9. Cavalry = Gorwithennel
    10. Child = Grithel
    11. Combat = Kyfranel
    12. Data/Information = Bodel
    13. Die (for playing games) = Sybel (Dice = Sybenn)
    14. Gunship = Nybagel
    15. Infantry = Rathenel
    16. Man = Vinel
    17. Model = Kinlunel
    18. Motor = Girvel
    19. Officer = Sithogel
    20. Opponent = Isgarel
    21. Ruler/Measure Device = Mydridel
    22. Food = Porthel
    23. Soldier = Rathel
    24. Tank/Armor/Panzer = Gwardel
    25. Target = Adamel
    26. Terrain = Gwintirel
    27. Vehicle/Conveyance Machine = Girbedel
    28. Wreckage = Drylel
    29. Car/Civilian Vehicle = Gradel
    30. Bike/cycle = Daronel

    Lesson 2 Verbs

    1. To Armor (a soldier) = Gwarthad ("to don armor")
    2. To Armor/Fortify = Gwardad
    3. To Assault = Ymsodad
    4. To Attack = Sodad
    5. To Be = Ryad
    6. To Bring = Dodad
    7. To Buy = Kaesad
    8. To Combat/Fight = Kyfranad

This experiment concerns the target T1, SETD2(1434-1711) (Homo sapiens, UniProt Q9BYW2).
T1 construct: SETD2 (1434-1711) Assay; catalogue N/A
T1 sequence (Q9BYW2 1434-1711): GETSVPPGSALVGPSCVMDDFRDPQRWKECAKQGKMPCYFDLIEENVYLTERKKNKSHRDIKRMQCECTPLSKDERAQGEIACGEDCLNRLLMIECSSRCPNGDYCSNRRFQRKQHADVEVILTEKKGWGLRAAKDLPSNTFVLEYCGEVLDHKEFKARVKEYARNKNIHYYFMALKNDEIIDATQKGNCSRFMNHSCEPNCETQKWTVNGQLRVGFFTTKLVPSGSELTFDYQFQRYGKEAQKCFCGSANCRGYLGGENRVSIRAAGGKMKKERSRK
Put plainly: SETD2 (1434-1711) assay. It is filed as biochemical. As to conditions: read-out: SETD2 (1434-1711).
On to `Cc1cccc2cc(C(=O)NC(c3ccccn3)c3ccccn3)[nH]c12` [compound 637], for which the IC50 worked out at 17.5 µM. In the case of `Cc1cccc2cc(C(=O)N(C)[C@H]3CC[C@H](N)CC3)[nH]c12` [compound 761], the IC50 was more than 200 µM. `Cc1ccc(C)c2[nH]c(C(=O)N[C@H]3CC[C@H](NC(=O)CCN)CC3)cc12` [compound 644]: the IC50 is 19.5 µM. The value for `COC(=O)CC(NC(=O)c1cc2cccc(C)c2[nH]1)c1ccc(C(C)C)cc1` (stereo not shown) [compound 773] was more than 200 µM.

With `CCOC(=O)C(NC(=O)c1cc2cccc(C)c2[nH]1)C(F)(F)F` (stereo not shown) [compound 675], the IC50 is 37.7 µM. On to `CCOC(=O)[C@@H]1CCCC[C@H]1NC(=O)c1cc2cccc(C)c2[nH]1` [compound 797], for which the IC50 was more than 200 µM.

9. To Die = Trygad
    10. To Do = Tykad
    11. To Drink = Fedad
    12. To Eat = Porad
    13. To Go = Myndad
    14. To Have = Orad
    15. To Know = Adnathad
    16. To Leave = Gadad
    17. To Lose = Galonnad
    18. To Mount = Gorwithad
    19. To Move = Sudad
    20. To Open = Nagorad
    21. To Own = Proudad
    22. To Play = Elishad
    23. To Read = Thyfad
    24. To Roll = Powlad
    25. To See = Melinad
    26. To Shoot = Gryad
    27. To Support = Plydad
    28. To Talk = Garinad
    29. To Use = Definad
    30. To Win = Darinad


Practice

Say the following sentences for practice.

    I win.
    Kil darinis.

    You were owned.
    Til ryinn prouar.

    We are playing.
    Chil ryis elishaen.

    I shoot it.
    Kil gryad gilas.

    (You) bring the drinks.
    (Til) dodee gwur fediae.

    Yes, we will fight you.
    Sha, chil kyfranu tilas.

    She will support the CAVs.
    Lil plydu gwur kygiae.

    Tanks attacked targets.
    Gwardenn sodar adamiae.

    An officer fought mechanized infantry.
    Ua sithogel kyfranar girbedoz ratheniae.

    The opponent will attack the officer.
    Gwur isgarel sodu gwur sithogas.

    No, the loser will buy food.
    Eea, gwur galonnel kaesu porthas.

    (You) roll the dice!
    (Til) powlee gwur sybiae!

    They brought gunships.
    Gwil dodar nybagiae.

    A tank shot me.
    Ua gwardel gryar kilas.

    I will read the book.
    Kil thyfu gwur lyfas.